Innovative Technology Series

Drones Are Making the World Better: Interview with Ryan Cowell, Soaring Skies

Published
American Association of Petroleum Geologists (AAPG)

"Drones are going to have a positive impact on the world" observed Ryan Cowell, Soaring Sky, and he is a part of a movement that has increased momentum due to changes in technology, uses, and regulations. Welcome to an interview with Ryan, who discusses the opportunities and changes, and also how he is providing training to all, including high school-age students, to be successful drone pilots and thus get started in a high-growth field.

What is your name and your relationship to drones?

Ryan Cowell, I am a drone pilot and Co Founder of a Commercial Drone Company.

How did you get interested in drones?

I first got interested in drones when my business partner told me about them one night when we were in the Keys and how he wanted to use them in his current real estate business. I started researching this new technology and saw that the possibilities were endless. I knew drones were going to have a positive impact on the world.

What do you do with drones?

Our company provides a variety of services from Aerial Photography and Production, Surveying & Mapping, Inspections, Precision Agriculture, and Education. What is your particular niche? We specialize in all these services but I feel we are making a big impact in the education industry. Our company has developed a drone curriculum that is being used in middle and high schools across the country.

Please describe two of your favorite projects or experiences with drones.

My most challenging drone project would have to be a highway extension project we did in Florida using the senseFly eBee. Its data would be used to provide a report to the client on the overall progress of the site.

The site was roughly six miles long so we had multiple missions to fly. This was by far the biggest mission we had done to date so I would be lying if I didn't say I was a little nervous. The missions were carefully planned out to ensure the best results; we'd researched the area and made all the preparations for a safe flight. No matter how much you prepare and plan though, you always have to be ready for something to change. When we arrived on site the conditions were less than optimal. We had high winds, towers that were not on the Google Earth map we'd used for the planning, and not a lot of space to launch and land the drone. The site was about five hours from the office so turning around and going home was not an option. So we quickly had to adapt and re-plan some of our missions. The winds were definitely exceeding 15 mph and coming in all different directions, so I could tell the eBee was going to have to work pretty hard. I will never forget the one flight where we launched and the low battery warning came on but we still had just a little bit left to map. I knew the eBee could handle it so I decided to let it complete the mission. Once it finished the mission it started returning home but for some reason it was moving so slow. I realized it was flying against the wind and it had probably 15% battery left at this point. My heart started pounding and I think I even started praying for it to make it back in one piece. It was probably 100 yards out and the battery was reading 'Critical 0%'! I thought for sure it would drop but to my surprise it landed safe and sound.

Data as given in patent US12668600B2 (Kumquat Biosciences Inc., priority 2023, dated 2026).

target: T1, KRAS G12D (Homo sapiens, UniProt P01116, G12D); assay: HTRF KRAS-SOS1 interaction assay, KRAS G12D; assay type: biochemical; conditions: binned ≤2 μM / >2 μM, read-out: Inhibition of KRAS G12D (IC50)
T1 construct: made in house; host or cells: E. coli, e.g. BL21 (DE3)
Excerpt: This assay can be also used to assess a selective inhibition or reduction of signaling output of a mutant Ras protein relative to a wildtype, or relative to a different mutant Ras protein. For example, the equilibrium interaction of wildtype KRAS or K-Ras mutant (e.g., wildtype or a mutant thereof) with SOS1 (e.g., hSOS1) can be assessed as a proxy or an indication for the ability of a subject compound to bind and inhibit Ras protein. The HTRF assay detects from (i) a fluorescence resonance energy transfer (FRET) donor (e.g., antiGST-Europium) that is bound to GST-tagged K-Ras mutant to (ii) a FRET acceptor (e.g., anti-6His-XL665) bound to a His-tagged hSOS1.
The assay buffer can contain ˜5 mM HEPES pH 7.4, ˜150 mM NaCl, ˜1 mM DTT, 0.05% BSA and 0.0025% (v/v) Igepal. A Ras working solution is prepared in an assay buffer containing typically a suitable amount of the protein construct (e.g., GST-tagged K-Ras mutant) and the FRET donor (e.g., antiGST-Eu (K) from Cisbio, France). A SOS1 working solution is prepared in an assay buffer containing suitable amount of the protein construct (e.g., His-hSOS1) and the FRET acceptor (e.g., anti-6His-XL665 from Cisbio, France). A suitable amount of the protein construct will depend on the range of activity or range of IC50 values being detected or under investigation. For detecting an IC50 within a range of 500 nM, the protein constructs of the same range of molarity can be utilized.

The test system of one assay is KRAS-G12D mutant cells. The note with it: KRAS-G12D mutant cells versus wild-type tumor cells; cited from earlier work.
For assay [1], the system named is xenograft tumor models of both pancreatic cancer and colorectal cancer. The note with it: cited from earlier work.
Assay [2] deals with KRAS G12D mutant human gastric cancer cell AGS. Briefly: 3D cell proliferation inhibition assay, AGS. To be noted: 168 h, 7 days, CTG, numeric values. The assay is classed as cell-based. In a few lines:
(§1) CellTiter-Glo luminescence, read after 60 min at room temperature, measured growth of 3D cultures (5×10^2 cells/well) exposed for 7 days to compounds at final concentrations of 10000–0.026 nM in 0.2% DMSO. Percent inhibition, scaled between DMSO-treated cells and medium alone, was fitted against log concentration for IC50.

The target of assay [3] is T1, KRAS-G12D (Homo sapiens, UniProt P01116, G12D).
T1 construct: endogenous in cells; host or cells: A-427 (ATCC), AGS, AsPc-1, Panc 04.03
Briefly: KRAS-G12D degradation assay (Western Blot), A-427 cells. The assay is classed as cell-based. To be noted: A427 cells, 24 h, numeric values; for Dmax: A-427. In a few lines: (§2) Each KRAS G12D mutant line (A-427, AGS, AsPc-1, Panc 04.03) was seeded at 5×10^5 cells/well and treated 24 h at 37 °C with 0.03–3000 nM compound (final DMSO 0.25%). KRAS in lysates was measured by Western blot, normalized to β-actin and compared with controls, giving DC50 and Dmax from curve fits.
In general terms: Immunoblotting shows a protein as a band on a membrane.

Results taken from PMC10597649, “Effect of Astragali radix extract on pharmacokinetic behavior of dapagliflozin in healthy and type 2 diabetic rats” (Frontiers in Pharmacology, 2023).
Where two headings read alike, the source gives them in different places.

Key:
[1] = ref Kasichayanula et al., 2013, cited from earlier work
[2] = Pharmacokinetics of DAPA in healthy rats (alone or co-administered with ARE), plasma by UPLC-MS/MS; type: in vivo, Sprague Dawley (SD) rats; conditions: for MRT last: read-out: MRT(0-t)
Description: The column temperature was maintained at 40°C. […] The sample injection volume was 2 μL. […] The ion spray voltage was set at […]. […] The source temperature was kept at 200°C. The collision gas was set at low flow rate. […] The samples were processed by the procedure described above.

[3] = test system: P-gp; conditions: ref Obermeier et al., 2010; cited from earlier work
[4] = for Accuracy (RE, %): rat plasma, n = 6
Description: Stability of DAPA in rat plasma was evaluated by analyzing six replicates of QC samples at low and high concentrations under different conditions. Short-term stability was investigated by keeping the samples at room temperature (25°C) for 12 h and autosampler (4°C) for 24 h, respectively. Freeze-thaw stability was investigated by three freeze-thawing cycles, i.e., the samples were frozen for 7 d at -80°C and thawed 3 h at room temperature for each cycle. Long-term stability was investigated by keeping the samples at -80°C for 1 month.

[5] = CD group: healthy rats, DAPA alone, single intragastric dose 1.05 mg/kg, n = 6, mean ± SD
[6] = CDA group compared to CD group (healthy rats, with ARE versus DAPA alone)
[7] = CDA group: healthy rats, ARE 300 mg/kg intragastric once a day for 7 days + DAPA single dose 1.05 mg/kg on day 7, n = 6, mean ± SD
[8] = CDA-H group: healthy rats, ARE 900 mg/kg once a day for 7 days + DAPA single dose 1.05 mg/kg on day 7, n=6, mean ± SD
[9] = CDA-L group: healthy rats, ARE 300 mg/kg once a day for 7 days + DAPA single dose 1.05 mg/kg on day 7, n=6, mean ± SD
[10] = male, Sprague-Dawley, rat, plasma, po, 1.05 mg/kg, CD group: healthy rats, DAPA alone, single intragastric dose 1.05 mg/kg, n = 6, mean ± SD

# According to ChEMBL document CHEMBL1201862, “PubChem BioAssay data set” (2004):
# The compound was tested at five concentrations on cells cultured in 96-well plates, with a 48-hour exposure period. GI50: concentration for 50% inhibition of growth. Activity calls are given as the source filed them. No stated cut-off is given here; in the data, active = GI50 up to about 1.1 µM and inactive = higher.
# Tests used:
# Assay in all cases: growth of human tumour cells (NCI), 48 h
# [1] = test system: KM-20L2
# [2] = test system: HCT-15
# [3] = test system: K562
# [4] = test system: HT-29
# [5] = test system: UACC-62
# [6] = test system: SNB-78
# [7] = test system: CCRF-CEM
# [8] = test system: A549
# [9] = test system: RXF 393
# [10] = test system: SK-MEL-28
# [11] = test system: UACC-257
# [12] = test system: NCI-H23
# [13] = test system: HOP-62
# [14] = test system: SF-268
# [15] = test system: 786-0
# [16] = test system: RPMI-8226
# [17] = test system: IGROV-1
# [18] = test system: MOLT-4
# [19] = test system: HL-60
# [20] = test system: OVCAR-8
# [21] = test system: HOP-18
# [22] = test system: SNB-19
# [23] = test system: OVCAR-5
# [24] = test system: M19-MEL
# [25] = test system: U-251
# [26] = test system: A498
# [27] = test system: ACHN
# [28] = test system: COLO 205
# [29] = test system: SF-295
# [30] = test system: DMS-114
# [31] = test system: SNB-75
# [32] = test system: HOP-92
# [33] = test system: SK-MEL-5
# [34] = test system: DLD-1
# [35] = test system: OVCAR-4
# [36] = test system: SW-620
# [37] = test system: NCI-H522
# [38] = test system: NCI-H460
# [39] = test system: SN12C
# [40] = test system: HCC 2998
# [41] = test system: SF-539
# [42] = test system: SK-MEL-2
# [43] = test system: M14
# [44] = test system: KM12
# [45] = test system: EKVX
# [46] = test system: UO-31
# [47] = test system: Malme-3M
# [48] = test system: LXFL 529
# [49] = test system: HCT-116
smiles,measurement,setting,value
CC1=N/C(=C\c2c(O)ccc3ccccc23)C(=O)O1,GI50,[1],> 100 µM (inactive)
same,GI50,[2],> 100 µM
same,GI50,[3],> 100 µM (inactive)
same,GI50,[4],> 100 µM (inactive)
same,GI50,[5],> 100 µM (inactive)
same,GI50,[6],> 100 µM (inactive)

Needless to say, this project was definitely one for the books. We were able to gather all the data needed and take it back to the office for processing—the 3D model was awesome! We love to push the limits but always want to make sure we fly as safe as possible.

What do you see as the future for drones?

The role I see drone technology playing is invaluable. Our whole company is based off of using this technology. I believe every industry will have a need for this technology in the future.

The way I see the future unfolding with drones themselves is going to be full autonomy. We are going to be able to launch our drones from remote locations and gather data that we can then analyze and provide reports to our clients. Every business will be able to integrate drone technology in to their day to day workplace.

What are a few of your plans for the future?

Soaring Sky will continue to create a career path for students at the high school level. With the age requirement being 16 to receive a part 107 license, students currently in or right out of high school can get a full time job flying a drone. Our curriculum prepares these students for a career in the drone industry.

Soaring Sky will also continue to grow globally and become the leading provider for commercial drone solutions.

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